On any given Tuesday, you’ll find as many as 150 Kansans populating the suburban sidewalk that surrounds Senator Pat Roberts’ Overland Park district office. According to Paffi Flood of Indivisible KC, the group is composed of “a mix of suburban moms, veterans, students, people who work and are on their lunch breaks, small business owners who can take time off to join…and retirees. We’ve even had people take a vacation day to come to our office visits. That’s civic engagement.” Flood confirms that none of the attending constituents has been paid in any way for their participation.
These Tuesday office visits, labeled “Resist Trump Tuesdays,” are peopled by moderate and progressive Kansans motivated by a common goal: resisting Trump’s agenda. Specific weekly actions have so far included protesting Education Secretary DeVos, supporting the Affordable Care Act (ACA), highlighting the Russian government’s infiltration of the election, and opposing the travel ban. However, Flood explains that the overarching purpose of the Tuesday office visits “is to make the voices of Kansans heard.”
In spite of repeated attempts to meet with Senators Pat Roberts and Jerry Moran, and requests for them to hold town-hall-style meetings, constituents have had a difficult time getting hold of them.
Initially, Roberts’ staffers allowed group office visits by constituents, but these have become less frequent and now come attached with terms and conditions after the meetings grew contentious. Leslie D. Mark, also of Indivisible KC, says that Roberts’ staff “began as cooperative, at least in terms of organizing visits” but that today they rarely respond to requests, if at all. “They used to communicate by email about appointment times and confirmation, but we do not get that courtesy anymore,” Mark adds.
Police have been called to Roberts’ district office on three occasions to date and have blocked constituent groups exceeding 12 people from attempting to enter the building. In the last month, his staffers have allowed only small groups of up to 12 into the building. Others have been turned away by police and directed to a public sidewalk that surrounds the building’s parking lot. Those permitted in Roberts’ office have been told they cannot text while there, nor take photos or videos.
There are conflicting reports on why these in-office visits have been limited in size. Roberts’ staffers claim the building’s manager called police due to concerns about overcrowding and the associated fire code violations. Speaking at a breakfast at the Kansas GOP convention in February, however, Roberts reported his staffers in fact called police to disband what he called “paid protestors” wanting to “intimidate” his staff and “delegitimize Trump.”
“This is a fight,” Roberts told attendees.
Paffi Flood sees the attempts at engagement differently: “We think all engagement with our elected officials is important. Not only do legislators need to know how their votes can affect their constituents from the stories we share, but the engagement itself gives [legislators] a clear idea of the level of interest by Kansans on a particular issue.”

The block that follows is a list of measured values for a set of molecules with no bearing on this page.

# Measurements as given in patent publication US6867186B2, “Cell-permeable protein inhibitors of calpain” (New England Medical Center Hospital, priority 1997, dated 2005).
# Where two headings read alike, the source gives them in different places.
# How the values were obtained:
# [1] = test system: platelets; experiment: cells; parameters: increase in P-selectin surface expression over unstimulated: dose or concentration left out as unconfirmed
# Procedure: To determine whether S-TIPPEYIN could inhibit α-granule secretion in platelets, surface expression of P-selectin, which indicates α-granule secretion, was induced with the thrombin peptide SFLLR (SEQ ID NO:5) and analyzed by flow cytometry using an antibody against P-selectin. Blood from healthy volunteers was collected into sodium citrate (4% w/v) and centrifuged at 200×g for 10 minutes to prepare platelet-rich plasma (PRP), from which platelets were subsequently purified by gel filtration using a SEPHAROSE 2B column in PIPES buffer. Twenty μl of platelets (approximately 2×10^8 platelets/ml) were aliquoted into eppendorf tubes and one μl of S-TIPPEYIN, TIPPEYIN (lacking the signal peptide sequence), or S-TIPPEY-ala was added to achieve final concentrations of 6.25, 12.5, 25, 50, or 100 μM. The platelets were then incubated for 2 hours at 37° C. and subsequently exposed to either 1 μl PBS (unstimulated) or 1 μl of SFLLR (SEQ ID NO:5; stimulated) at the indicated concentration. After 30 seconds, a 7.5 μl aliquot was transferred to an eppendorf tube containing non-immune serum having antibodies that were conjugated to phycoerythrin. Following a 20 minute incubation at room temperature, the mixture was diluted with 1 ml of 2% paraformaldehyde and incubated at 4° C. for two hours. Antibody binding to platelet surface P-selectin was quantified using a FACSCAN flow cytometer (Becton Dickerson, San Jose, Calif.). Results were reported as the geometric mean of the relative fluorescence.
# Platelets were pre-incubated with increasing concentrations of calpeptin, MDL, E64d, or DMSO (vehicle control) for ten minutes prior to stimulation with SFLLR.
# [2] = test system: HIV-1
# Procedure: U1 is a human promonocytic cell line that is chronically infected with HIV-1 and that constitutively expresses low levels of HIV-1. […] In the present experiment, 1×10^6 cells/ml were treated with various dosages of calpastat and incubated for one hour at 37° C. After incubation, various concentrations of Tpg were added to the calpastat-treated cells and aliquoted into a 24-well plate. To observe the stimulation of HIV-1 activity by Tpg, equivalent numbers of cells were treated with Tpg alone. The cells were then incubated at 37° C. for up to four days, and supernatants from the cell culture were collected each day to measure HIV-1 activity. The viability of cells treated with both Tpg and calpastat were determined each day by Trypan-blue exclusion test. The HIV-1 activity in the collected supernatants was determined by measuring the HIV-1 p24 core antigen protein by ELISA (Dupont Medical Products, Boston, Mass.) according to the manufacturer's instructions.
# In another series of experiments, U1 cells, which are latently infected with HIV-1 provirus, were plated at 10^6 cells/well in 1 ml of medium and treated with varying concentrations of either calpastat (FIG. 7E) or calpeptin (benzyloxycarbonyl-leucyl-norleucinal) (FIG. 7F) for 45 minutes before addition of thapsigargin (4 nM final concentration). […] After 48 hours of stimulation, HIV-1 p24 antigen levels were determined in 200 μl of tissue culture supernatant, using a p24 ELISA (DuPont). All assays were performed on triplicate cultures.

During a 20-minute unscheduled conversation with a constituent group outside his Wichita office on February 21, Roberts reversed course: “Let me make sure the press here knows…we do have folks here certainly willing to listen to people exercising their First Amendment rights. We may not agree, but at least we’re having a meaningful dialogue.”
This is not the first time Roberts has been under fire for being out of touch with Kansans. He was criticized in The Washington Post in 2014 for maintaining a low profile and failing to own a residence in his home state. He has not held a town hall in the state since August 2016.
One Wichita constituent spoke to Roberts’ lack of a profile in Kansas: “As long as I’ve been active in Wichita, KS, you’ve never had a town hall…we’ve been waiting for years, and it hasn’t happened. We haven’t seen you for years.” At that point, Roberts turned the conversation to his committee obligations in DC and a minute later said, “I’ve got enough to worry about on the federal side.”
In lieu of a town hall hosted by Roberts or Moran, both Indivisible KC and Johnson County MoveOn organized “empty chair” town hall events in recess week to allow Kansans to voice their concerns and register their dissatisfaction. Roberts and Moran were invited to both events but did not attend, nor did staff reply to their invites.
“We invited them and when our invitations were ignored, we represented their absence from the town hall with their pictures on empty chairs,” says Flood.
“Members of Congress who care about their constituents show up, but these didn’t. We then had the audience address their ACA questions to them and fill out pre-printed cards with questions and concerns about the ACA which we will deliver to them.”
Though Moran did not show at Johnson County MoveOn’s town hall, Al Frisby and other MoveOn members were “elated that an estimated 600 constituents attended a panel discussion on Islamophobia, healthcare, the justice system, Planned Parenthood, and the media under the Trump Administration.”
Frisby added: “They [are] anxious to ask Senator Moran if he supported all of the President’s executive orders to date,” if and when they are able to engage with him.
Roberts’ Overland Park staff and Moran’s office in Olathe have confirmed they have no plans for a town hall at this point, but according to the former this is because “no one knows…we haven’t started planning the [March 16-17] recess yet.”
Members of Indivisble KC and Johnson County MoveOn are not holding their breath.
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